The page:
The Last Job

After Leny graduated Lewisburg and was sent to Attica for what he owed New York for molesting their trucks, and I was able to get a judge to send Leny to Tarrytown due to our father’s old age, I told him if he ever went that dead-end route again — I would not be a visitor nor would I drive anyone to see him. The future would have waiting since Leny thought he was robbing me and my father’s small savings account, that I had fought telling him if my brothers and sisters found that out they would go berserk, but after he began crying, saying he only meant to save me a long trip from the Litchfield Hills to Burywater and having to get money from his bank to pay for the ever increasing price prescriptions supported by “what’s in for me” politicians, I acquiesced, and when Leny called me as our father was dying in our modest home and asked what I was going to do with our father’s “fuken” money, I did a little white lie by making the thousand dollars become seventy thousand, saying I was going to bury it with our father, which at first got Leny to giggle and then the strange sounding laugh became a huge choking that lasted for almost a minute. I always wonder if this did not send Leny on his last job.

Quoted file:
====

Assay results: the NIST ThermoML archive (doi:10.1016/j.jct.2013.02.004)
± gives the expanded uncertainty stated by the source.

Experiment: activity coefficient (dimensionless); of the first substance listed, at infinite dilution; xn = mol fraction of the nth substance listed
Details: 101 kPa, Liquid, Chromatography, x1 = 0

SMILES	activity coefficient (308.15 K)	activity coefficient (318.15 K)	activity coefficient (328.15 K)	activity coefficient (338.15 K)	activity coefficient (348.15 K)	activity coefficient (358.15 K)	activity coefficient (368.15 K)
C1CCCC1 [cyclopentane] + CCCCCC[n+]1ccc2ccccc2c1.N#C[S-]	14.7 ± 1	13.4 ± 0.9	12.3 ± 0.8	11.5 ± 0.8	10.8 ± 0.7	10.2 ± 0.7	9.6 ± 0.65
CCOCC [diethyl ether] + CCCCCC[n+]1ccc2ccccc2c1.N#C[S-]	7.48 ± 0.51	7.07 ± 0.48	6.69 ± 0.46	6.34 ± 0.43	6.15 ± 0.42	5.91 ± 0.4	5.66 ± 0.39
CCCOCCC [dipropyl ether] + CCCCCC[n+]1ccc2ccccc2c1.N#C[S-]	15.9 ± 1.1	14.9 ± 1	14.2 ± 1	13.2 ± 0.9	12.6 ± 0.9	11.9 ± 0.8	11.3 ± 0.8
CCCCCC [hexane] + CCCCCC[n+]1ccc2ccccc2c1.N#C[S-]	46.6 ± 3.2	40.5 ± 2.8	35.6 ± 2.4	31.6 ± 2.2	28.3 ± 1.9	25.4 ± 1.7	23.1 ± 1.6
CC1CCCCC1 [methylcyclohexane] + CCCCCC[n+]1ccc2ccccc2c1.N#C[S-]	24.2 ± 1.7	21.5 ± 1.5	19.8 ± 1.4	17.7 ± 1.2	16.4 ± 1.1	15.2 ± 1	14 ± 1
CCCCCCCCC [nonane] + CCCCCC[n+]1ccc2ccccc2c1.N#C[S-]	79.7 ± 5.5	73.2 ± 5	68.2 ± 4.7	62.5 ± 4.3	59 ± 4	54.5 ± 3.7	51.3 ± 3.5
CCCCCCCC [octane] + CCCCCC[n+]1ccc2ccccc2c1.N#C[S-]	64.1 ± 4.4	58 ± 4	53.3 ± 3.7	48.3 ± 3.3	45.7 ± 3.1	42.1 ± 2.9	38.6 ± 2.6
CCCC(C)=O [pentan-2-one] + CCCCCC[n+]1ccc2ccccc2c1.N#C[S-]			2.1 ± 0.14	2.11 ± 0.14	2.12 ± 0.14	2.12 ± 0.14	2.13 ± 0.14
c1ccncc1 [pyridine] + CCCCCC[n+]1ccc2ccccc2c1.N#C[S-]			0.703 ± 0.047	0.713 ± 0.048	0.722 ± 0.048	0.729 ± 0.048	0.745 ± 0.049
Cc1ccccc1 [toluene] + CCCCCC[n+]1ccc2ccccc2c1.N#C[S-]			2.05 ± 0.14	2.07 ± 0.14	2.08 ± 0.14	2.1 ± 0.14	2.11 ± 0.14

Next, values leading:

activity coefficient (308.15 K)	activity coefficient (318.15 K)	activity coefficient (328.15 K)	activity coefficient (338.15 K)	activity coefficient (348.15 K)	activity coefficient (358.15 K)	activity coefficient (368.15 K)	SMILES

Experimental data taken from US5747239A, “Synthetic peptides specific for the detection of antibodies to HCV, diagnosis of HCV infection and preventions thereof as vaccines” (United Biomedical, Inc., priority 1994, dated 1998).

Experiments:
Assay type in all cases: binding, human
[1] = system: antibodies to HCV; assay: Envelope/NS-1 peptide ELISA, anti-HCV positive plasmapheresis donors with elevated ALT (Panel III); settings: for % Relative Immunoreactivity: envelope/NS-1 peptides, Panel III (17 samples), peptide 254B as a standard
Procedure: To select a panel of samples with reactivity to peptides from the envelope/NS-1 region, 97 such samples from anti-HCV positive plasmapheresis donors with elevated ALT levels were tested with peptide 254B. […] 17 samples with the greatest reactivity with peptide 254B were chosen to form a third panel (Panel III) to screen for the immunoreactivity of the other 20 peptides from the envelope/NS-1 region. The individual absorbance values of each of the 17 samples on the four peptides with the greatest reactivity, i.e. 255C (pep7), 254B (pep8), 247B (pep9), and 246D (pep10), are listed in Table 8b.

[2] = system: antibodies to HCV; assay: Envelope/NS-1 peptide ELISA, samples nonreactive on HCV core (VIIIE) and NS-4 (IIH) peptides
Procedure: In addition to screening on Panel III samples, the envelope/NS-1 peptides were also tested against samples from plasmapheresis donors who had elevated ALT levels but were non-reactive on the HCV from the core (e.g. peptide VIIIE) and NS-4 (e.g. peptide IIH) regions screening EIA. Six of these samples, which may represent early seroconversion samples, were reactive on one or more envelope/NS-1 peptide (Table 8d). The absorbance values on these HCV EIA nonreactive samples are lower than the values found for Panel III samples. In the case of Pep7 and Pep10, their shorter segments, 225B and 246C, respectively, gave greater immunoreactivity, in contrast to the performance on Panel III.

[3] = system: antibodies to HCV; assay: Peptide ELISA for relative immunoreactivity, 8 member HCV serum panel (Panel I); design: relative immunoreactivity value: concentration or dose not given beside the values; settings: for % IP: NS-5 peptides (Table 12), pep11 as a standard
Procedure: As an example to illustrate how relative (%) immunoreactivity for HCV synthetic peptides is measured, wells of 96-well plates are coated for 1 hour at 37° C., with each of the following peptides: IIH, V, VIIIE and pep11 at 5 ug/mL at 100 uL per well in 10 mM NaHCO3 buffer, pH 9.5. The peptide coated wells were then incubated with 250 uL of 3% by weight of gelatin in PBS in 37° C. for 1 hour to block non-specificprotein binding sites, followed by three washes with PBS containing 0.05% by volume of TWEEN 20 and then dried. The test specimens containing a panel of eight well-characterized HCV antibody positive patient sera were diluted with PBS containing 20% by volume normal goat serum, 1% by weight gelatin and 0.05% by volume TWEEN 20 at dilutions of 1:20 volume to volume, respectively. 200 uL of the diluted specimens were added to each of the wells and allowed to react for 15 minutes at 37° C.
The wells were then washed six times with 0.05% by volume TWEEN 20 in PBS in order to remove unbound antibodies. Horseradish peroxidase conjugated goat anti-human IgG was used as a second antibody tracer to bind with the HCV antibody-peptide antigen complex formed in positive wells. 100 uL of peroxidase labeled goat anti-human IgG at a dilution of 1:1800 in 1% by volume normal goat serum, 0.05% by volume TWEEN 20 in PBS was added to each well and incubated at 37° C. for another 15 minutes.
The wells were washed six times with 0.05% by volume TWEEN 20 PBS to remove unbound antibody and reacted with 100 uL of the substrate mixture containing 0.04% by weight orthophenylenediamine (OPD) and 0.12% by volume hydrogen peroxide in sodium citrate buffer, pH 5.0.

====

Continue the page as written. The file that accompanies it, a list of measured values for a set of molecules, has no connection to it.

Jerry Vilhotti graduated from the only college that won the NIT and NCCA basketball tournaments in the same year, but more importantly than that — Jonas Salk, who helped rid some of the world of polio with his vaccine, was also given the opportunity to contribute to Mankind and graduated from the same NYC school that’s called in some circles: “The poor man's Harvard”. This and the fact that there was a place of higher learning that indeed gave every race, nationality, and creed an opportunity to play in the game of sculpting a better world gives him greater joy. He is very proud a publisher has accepted his two collections: Gods Depicting Pastime and Specs in the Eyes of Seeing.